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Watch: Amon Carter’s ‘Emancipation’ artists discuss how art helps us reckon with history

The Amon Carter Museum’s new exhibition “Emancipation: The Unfinished Project of Liberation,” asks seven contemporary Black artists to examine what freedom and liberation looks like today for Black Americans. Artists were asked to respond to The Freedman, which was initially sculpted by John Quincy Adams Ward in 1863 before the end of the Civil War. Alfred Conteh, Letitia Huckaby and Jeffrey Meris are three of the artists featured in the exhibit. They share insight into their work and thoughts on what role art should play in helping us understand history.

“Emancipation: The Unfinished Project of Liberation” is on view at the Amon Carter Museum of American Art in Fort Worth through July 9. The exhibition will also tour in three other cities: New Orleans, Louisiana; Williamstown, Mass.; and Savannah, Georgia. Find more information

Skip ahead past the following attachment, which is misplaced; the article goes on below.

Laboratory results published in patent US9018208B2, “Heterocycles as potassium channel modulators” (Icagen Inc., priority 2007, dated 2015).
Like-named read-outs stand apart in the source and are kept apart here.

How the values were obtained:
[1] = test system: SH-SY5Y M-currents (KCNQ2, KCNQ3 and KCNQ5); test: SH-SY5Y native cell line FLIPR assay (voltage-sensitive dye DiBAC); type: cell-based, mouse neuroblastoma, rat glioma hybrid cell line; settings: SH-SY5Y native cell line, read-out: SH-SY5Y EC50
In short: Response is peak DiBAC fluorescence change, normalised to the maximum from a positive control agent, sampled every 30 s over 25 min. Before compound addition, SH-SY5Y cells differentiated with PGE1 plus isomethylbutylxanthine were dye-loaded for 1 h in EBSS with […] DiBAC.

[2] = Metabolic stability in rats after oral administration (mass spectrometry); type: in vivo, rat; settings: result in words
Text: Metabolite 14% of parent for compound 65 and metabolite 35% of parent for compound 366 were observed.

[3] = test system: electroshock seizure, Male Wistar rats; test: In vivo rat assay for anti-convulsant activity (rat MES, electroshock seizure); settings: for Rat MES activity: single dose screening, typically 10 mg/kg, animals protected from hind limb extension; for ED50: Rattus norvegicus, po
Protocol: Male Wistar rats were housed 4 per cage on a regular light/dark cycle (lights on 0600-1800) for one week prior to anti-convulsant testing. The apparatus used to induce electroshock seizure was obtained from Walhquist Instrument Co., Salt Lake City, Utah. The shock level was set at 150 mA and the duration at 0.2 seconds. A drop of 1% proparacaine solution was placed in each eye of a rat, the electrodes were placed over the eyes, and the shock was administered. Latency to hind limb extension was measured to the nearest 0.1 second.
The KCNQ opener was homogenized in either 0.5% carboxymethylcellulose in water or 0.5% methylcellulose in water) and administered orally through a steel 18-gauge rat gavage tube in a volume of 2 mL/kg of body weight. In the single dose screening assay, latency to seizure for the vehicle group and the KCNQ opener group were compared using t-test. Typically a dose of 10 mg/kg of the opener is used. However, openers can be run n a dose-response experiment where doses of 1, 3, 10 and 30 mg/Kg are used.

Arts Access is an arts journalism collaboration powered by The Dallas Morning News and KERA.

This community-funded journalism initiative is funded by the Better Together Fund, Carol & Don Glendenning, City of Dallas OAC, Communities Foundation of Texas, The Dallas Foundation, Eugene McDermott Foundation, James & Gayle Halperin Foundation, Jennifer & Peter Altabef and The Meadows Foundation. The News and KERA retain full editorial control of Arts Access’ journalism.

Samantha Guzman is the coordinating editor of Arts Access, a partnership between The Dallas Morning News and KERA expanding arts coverage in the Dallas-Fort Worth area through the lens of equity and access.